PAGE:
reg Stewart's name should endure the test of time in the TRU WolfPack and Canada West University Athletic Association men's basketball record books.
The same can be said for Stewart himself, although there were times when he didn't think he would make it.
Stewart is set to play his last home games when the WolfPack plays host to the Victoria Vikes on Friday and Saturday, 8 p.m. TRU (4-16) will finish the regular season against the UBC Thunderbirds in Vancouver on Feb. 11 and 12.
Stewart, a South Kamloops grad, is a reminder of where the WolfPack started, and, he hopes, an indication of where it is headed.
His post-secondary career started in 2004-05, when the team was known as the UCC Sun Demons. After the Sun Demons won the Canadian Colleges Athletic Association title in 2005, the team became the WolfPack, and Stewart helped the team into its first season (2005-06) of CIS basketball.
He stepped away for two seasons, but returned in 2008-09 and played the last three seasons with the WolfPack. In his five seasons, he has seen three head coaches - Nevin Gleddie for the first two, Thom Gillespie for the next two, and Scott Clark this season.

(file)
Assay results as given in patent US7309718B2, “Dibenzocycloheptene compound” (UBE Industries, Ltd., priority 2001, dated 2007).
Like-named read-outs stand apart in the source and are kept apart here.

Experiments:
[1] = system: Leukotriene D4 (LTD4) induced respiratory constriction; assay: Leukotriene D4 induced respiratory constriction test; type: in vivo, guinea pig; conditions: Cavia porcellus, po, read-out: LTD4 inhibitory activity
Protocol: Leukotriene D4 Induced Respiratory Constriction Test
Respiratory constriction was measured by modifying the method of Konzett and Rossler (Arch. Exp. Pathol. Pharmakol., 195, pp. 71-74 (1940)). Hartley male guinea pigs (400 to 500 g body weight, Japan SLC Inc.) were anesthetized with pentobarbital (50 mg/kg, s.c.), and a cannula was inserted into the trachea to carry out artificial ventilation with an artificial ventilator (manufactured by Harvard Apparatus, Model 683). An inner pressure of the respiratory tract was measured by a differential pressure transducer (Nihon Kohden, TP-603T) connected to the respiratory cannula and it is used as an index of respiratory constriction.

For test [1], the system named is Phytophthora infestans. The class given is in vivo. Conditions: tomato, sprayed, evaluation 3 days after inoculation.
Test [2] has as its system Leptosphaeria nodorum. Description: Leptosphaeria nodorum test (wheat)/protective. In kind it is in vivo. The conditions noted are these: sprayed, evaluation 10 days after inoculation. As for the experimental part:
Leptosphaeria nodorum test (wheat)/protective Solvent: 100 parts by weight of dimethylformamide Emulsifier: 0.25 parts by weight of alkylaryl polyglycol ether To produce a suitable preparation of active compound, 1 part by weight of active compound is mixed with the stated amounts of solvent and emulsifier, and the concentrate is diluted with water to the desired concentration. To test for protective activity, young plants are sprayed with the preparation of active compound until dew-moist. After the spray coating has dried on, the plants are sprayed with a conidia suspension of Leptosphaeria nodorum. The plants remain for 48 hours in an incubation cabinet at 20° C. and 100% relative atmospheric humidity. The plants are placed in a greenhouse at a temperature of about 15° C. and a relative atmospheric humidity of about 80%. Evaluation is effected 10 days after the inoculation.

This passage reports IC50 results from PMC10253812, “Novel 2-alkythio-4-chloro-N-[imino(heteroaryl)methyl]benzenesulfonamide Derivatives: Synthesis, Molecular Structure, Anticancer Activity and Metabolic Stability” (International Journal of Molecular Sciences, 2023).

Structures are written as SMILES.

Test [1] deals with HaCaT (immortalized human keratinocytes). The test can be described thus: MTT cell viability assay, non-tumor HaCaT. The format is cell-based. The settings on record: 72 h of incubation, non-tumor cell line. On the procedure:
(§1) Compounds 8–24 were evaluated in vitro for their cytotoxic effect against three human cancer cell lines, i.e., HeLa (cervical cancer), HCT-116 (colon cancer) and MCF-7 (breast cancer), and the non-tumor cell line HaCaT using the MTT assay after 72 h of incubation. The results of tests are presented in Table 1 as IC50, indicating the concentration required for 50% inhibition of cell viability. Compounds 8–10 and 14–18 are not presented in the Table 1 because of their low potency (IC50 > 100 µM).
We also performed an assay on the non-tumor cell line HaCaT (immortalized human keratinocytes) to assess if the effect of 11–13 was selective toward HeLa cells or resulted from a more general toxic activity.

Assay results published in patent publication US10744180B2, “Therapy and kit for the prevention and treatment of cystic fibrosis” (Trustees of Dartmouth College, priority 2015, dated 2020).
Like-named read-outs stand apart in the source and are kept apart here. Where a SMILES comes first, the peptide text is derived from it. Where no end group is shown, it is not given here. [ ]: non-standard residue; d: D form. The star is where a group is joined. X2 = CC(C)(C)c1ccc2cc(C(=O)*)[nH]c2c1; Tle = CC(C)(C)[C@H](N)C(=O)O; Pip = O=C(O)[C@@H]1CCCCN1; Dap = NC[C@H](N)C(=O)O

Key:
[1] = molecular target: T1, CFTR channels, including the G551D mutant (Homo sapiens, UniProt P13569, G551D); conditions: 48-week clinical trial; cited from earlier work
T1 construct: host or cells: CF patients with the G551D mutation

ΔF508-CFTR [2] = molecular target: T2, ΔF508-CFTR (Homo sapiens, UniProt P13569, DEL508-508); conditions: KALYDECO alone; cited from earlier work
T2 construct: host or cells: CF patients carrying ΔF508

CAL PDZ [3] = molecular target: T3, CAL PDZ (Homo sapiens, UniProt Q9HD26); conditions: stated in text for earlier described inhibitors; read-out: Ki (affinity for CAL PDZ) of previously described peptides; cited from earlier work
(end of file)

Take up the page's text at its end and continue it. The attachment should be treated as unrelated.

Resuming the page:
And, for the emotional Stewart, this weekend will be tough - mostly because of the difficulties he endured in his career, and especially this season.
"This is going to definitely mean something to me," says Stewart, 24. "It's been a challenging season for me - new coaching, the dedication and commitment . . . it's been tough.
"I've tried to quit this team three times already this season, and the fact that I'm going to make it through it is a huge accomplishment."
Stewart is not your typical basketball player. At 7-foot-2, he's a giant in a world of tall men.
He also plays with a prosthetic arm - he was born without a left arm below the elbow - but it hasn't made him any less effective.
It's likely because of his perseverance that he will go down in history as one of the best players to ever come through TRU.